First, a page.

Conversely, in a compounded interest scenario, during the the first year the growth will be same as the growth in a fixed interest fund. However, it is only after the subsequent years where the fun really starts! This is because interest is calculated on the current value of the fund (the total of initial investment sum and the interest earned in the previous years. Okay, this may look mind boggling so to make things clearer, lets assume the same amount was invested ($1,000.00) with a compounded interest of 5%:-

First Year
$1,000.00 + ($1,000.00 X 5%) = $1,050.00

Second Year
$1,050.00 + ($1,050.00 X 5%) = $1,102.50

Third Year
$1,102.50 + ($1,102.50 X 5%) = $1,157.63

See how the interest is calculated by totalling the initial investment amount with the interest earned in the previous period? Investments with compounded interest give returns based on the current value of your investment. Or in other words, interest upon interest! Now, lets compare between the two different interest policies:-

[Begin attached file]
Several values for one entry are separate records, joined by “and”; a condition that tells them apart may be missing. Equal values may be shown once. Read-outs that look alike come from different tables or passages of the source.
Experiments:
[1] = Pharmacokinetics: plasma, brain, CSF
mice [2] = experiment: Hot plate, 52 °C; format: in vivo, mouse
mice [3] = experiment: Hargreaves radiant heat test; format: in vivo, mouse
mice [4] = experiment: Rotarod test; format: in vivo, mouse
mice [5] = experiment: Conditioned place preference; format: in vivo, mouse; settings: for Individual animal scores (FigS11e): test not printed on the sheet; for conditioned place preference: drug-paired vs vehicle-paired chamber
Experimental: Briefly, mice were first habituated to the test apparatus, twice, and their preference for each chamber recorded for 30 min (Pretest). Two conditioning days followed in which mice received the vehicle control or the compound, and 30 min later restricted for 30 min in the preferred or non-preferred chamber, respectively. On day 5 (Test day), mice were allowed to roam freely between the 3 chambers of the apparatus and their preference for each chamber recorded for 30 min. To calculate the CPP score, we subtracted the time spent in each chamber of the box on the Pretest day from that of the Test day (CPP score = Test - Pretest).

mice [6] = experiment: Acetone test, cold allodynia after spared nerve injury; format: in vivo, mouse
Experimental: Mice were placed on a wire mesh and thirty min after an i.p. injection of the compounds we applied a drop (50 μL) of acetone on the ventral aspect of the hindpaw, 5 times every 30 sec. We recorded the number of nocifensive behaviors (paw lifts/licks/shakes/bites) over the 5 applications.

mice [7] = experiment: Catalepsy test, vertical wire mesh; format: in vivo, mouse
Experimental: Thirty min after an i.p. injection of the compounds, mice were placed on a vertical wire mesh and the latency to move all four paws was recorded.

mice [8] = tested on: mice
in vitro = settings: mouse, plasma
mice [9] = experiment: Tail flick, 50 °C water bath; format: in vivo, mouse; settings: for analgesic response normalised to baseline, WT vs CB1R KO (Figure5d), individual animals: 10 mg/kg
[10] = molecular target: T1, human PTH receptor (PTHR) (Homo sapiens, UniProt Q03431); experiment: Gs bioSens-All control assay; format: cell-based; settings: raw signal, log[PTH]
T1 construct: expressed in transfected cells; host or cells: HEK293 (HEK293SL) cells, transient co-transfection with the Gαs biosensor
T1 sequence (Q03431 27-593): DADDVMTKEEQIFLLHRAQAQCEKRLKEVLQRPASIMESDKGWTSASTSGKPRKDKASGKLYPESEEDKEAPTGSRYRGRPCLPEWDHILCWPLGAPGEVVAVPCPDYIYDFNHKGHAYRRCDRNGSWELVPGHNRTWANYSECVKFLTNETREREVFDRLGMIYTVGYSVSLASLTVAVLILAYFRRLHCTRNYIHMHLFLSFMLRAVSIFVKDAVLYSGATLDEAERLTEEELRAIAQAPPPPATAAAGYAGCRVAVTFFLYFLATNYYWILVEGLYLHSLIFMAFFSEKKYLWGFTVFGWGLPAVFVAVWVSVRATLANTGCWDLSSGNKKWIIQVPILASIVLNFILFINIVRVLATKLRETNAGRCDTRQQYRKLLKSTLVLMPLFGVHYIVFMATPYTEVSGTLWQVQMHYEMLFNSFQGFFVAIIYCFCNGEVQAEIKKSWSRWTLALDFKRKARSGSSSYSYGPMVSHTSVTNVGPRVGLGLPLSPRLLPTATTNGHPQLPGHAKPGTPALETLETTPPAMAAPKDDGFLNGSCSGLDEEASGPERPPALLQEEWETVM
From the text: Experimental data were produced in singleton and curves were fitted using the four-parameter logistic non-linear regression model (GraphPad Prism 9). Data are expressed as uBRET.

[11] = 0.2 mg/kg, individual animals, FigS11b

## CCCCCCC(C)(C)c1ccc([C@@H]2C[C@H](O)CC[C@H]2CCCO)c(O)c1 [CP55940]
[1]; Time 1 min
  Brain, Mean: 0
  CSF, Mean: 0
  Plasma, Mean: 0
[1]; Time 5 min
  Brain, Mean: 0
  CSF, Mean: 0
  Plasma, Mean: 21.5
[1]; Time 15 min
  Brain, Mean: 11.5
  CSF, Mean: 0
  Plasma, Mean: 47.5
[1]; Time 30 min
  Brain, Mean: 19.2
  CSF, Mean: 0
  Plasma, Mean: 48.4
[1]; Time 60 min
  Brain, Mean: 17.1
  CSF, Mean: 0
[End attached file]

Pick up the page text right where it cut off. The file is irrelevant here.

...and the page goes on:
First Year
$1,000.00 + ($1,000.00 X 5%) = $1,050.00 <- Compounded Interest
$1,000.00 + ($1,000.00 X 5%) = $1,050.00 <- Fixed Interest

Second Year
$1,050.00 + ($1,050.00 X 5%) = $1,102.50 <- Compounded Interest
$1,050.00 + ($1,000.00 X 5%) = $1,100.00 <- Fixed Interest

Third Year
$1,102.50 + ($1,102.50 X 5%) = $1,157.63 <- Compounded Interest
$1,100.00 + ($1,000.00 X 5%) = $1,150.00 <- Fixed Interest

See the difference between both the investments? The investment that promised a compounded interest had given the investor $7.63 more. So now you finally know what compounded interest is really about, give those investments a check to see what kind of interest are they promising. Still find it difficult to understand? Drop me a comment and I will see what I can do to help.

Shaun Ng, Signing Off. =)